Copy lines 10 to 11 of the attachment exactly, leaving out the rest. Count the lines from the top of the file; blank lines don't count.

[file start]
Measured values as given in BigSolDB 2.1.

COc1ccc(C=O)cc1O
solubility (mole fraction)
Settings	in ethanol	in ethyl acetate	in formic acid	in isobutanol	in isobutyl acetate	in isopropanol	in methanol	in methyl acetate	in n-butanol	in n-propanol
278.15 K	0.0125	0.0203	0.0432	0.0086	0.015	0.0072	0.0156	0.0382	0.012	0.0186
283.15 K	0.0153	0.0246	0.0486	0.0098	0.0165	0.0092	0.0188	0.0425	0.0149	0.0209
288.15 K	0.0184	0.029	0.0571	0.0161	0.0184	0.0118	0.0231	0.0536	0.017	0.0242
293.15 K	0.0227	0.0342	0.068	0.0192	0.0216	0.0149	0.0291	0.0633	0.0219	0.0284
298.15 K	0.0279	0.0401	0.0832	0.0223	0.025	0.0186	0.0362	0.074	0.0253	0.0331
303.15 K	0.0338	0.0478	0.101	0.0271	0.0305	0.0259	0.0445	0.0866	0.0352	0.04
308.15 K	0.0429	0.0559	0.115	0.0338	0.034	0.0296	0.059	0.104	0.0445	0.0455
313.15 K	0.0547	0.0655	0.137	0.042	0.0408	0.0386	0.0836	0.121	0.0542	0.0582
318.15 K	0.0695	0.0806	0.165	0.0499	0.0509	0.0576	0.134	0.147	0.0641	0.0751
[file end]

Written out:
303.15 K	0.0338	0.0478	0.101	0.0271	0.0305	0.0259	0.0445	0.0866	0.0352	0.04
308.15 K	0.0429	0.0559	0.115	0.0338	0.034	0.0296	0.059	0.104	0.0445	0.0455